A new Privacy Act is coming into force on 1 December 2020.  The new Act will introduce some important changes to privacy law in New Zealand that businesses should be aware of.  Some of the changes will require planning and preparation to make sure compliance is achievable when the new Act kicks in.

What’s changing?

Our current privacy regime makes it clear that personal information must only be collected for lawful purposes, that it must be stored and safeguarded correctly, and that people must have reasonable access to review and edit private information that is held about them.  Disclosure of personal information is only permitted in limited circumstances.

The new Act is intended to make sure that personal information is kept safe and secure in line with new technology and ways of doing business.  Most businesses will need to make some updates to their current privacy practices as a result.

The changes will be relevant to all businesses that collect, store, and use personal information about employees, clients, and customers.  Businesses will need to understand their obligations under the new Act, and make sure they can meet them.

Implement a privacy breach procedure

Under the new Act, businesses will need to report serious privacy breaches.  A privacy breach is any unauthorised or accidental access to, disclosure, alteration, loss, or destruction of personal information, or an action that prevents the holder from accessing the information.

If a business has a privacy breach that it believes has or could cause serious harm, it will need to notify the Office of the Privacy Commissioner and the affected person or people as soon as possible.  Failing to inform the Privacy Commissioner about a notifiable privacy breach will be an offence.

Not all breaches will need to be reported, only those that cause serious harm.  Determining if a breach has or might cause serious harm will be a case-by-case assessment, taking into account things like disclosure of very sensitive information, or to a large number of recipients, and the nature of the harm that might result.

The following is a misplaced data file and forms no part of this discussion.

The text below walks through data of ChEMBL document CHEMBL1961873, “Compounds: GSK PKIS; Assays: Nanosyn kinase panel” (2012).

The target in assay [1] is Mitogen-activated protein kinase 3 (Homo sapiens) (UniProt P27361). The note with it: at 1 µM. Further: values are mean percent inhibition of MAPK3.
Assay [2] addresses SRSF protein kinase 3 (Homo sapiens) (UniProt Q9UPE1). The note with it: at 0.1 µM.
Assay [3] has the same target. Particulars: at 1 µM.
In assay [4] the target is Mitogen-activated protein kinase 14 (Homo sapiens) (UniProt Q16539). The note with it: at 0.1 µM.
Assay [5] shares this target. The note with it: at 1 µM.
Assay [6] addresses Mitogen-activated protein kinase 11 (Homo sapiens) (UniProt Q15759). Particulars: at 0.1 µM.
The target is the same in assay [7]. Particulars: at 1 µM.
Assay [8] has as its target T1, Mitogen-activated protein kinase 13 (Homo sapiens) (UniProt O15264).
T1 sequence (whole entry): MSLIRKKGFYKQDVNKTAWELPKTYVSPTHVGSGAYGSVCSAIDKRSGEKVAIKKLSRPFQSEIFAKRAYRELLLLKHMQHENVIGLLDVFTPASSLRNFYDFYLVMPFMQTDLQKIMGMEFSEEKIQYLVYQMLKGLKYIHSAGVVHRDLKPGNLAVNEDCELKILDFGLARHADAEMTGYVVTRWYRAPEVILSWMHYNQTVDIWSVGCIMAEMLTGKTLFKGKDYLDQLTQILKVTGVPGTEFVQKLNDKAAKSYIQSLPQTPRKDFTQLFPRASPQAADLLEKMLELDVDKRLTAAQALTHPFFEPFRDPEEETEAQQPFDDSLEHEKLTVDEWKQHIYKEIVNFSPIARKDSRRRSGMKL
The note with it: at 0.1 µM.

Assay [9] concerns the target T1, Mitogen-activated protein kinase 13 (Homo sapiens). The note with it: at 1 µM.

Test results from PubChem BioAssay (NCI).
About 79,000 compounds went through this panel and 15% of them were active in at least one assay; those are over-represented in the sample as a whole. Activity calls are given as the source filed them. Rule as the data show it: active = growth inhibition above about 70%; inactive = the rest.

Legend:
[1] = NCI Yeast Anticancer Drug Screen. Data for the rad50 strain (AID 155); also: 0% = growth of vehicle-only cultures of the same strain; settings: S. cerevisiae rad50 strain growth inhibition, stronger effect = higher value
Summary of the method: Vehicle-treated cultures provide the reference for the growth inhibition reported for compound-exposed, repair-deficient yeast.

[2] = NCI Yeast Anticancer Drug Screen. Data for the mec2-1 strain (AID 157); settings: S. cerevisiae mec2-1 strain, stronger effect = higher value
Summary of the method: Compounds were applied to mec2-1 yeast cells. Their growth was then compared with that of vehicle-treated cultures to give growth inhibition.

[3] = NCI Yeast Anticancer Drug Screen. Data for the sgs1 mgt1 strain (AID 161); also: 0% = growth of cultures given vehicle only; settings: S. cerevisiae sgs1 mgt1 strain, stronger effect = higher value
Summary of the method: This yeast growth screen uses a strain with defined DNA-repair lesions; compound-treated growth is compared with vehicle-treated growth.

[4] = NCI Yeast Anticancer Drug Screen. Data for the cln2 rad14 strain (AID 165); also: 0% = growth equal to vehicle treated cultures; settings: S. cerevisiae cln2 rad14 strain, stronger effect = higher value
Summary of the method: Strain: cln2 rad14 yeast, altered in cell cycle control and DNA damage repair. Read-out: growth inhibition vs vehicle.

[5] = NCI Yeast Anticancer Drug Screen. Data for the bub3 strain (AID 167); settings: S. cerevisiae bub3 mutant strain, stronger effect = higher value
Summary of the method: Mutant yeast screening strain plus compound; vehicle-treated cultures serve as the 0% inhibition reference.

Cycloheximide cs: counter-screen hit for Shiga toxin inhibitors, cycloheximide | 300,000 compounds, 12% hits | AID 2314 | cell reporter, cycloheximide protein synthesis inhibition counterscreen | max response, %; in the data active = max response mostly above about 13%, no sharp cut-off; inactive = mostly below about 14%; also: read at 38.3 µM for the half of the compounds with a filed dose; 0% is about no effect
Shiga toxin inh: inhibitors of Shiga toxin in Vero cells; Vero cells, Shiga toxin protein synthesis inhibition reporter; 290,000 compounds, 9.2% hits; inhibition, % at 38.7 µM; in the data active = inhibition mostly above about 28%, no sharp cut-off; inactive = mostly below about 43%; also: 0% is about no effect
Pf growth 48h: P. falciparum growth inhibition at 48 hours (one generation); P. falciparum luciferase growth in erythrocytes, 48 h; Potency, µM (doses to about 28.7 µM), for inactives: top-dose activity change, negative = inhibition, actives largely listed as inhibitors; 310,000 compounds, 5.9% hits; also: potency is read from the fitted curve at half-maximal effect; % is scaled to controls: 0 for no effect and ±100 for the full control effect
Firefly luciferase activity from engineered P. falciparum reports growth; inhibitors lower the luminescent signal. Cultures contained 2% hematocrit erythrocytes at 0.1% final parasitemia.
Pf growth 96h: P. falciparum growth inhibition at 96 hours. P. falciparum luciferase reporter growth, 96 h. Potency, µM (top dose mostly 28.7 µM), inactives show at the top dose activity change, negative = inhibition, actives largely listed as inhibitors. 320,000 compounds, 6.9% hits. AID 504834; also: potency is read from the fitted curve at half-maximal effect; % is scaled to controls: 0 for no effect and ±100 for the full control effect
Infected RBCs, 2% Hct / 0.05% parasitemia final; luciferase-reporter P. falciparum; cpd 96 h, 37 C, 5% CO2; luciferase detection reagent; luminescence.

The Office of the Privacy Commissioner will be releasing online guidance about the new requirement to notify privacy breaches.

More information collected now than ever before

The current situation with Covid-19 has resulted in a greater need to obtain information from a wide variety of people, so businesses are dealing with an increasing volume of personal information that needs to be obtained, used, stored, and disclosed correctly. 

Businesses must ensure that they do not obtain, or keep, private information unless it is really necessary.  If your business is collecting personal information from an employee, client or customer, that information should be collected from them directly wherever possible, and they should be made aware of what is being collected and why.

Using providers based overseas

Kiwi businesses that use service providers based overseas, for example cloud storage or computer software, will need to make sure that their providers are meeting New Zealand privacy laws

The vast majority of businesses will have some degree of personal information stored, processed, or otherwise transferred overseas in the course of doing their normal business.   If an overseas-based service provider’s current procedures are not compliant with New Zealand’s privacy law, then any business that uses their services will be in breach of the new Act.

It is timely to consider your business’s information transfer practices, and which third parties are used to process information.  The onus is the business using the service provider to ensure compliance, not the other way around.

Time for a review!

Now is the time to get ready for the new Act, ahead of 1 December 2020.  Here are a few practical things you can start doing to get ready now:

  • Review and update your privacy policies to make sure they align with the new Act, clearly telling clients and customers what personal information you will obtain and how it will be used.

  • Make sure your procedures for detecting, reporting, and investigating privacy breaches are robust – how will you know if a breach occurs, and, if it does, what will you do?

  • Start training staff now, and make sure you have a few key people who are really up to speed on the changes (including your privacy officer/s).

  • Make sure everybody knows who to approach about privacy issues – within each office, and/or at a regional or national level.

Legal advisors are already helping clients get across the new Act and the changes it will bring for businesses.  At Rainey Collins we have an experienced team who can answer your questions and put you on the right track if you have any questions relating to privacy practice and the new Act, or how it might affect you. 




Louisa Gommans